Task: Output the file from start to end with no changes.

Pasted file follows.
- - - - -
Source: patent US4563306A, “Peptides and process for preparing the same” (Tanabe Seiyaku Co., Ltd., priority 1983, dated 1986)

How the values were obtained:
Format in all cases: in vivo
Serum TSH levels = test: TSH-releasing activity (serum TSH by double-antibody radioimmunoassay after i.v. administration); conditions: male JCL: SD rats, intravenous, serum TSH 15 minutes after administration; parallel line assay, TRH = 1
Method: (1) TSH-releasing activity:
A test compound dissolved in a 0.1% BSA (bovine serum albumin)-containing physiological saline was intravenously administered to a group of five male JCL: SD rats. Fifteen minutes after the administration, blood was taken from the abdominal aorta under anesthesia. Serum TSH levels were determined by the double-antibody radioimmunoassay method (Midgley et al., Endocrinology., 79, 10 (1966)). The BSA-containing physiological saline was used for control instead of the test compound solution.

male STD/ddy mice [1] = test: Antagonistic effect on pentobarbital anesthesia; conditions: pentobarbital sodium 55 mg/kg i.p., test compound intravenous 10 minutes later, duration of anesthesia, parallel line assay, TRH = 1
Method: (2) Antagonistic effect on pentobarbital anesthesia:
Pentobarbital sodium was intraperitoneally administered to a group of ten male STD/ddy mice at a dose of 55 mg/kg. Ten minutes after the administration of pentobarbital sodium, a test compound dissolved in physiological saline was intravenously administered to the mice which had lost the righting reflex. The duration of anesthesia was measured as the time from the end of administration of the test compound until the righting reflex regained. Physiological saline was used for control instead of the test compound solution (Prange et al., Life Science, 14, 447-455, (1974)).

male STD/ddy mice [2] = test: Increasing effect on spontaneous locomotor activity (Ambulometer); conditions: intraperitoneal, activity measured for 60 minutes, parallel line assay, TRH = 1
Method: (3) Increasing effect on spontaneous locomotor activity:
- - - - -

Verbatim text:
Source: patent US4563306A, “Peptides and process for preparing the same” (Tanabe Seiyaku Co., Ltd., priority 1983, dated 1986)

How the values were obtained:
Format in all cases: in vivo
Serum TSH levels = test: TSH-releasing activity (serum TSH by double-antibody radioimmunoassay after i.v. administration); conditions: male JCL: SD rats, intravenous, serum TSH 15 minutes after administration; parallel line assay, TRH = 1
Method: (1) TSH-releasing activity:
A test compound dissolved in a 0.1% BSA (bovine serum albumin)-containing physiological saline was intravenously administered to a group of five male JCL: SD rats. Fifteen minutes after the administration, blood was taken from the abdominal aorta under anesthesia. Serum TSH levels were determined by the double-antibody radioimmunoassay method (Midgley et al., Endocrinology., 79, 10 (1966)). The BSA-containing physiological saline was used for control instead of the test compound solution.

male STD/ddy mice [1] = test: Antagonistic effect on pentobarbital anesthesia; conditions: pentobarbital sodium 55 mg/kg i.p., test compound intravenous 10 minutes later, duration of anesthesia, parallel line assay, TRH = 1
Method: (2) Antagonistic effect on pentobarbital anesthesia:
Pentobarbital sodium was intraperitoneally administered to a group of ten male STD/ddy mice at a dose of 55 mg/kg. Ten minutes after the administration of pentobarbital sodium, a test compound dissolved in physiological saline was intravenously administered to the mice which had lost the righting reflex. The duration of anesthesia was measured as the time from the end of administration of the test compound until the righting reflex regained. Physiological saline was used for control instead of the test compound solution (Prange et al., Life Science, 14, 447-455, (1974)).

male STD/ddy mice [2] = test: Increasing effect on spontaneous locomotor activity (Ambulometer); conditions: intraperitoneal, activity measured for 60 minutes, parallel line assay, TRH = 1
Method: (3) Increasing effect on spontaneous locomotor activity: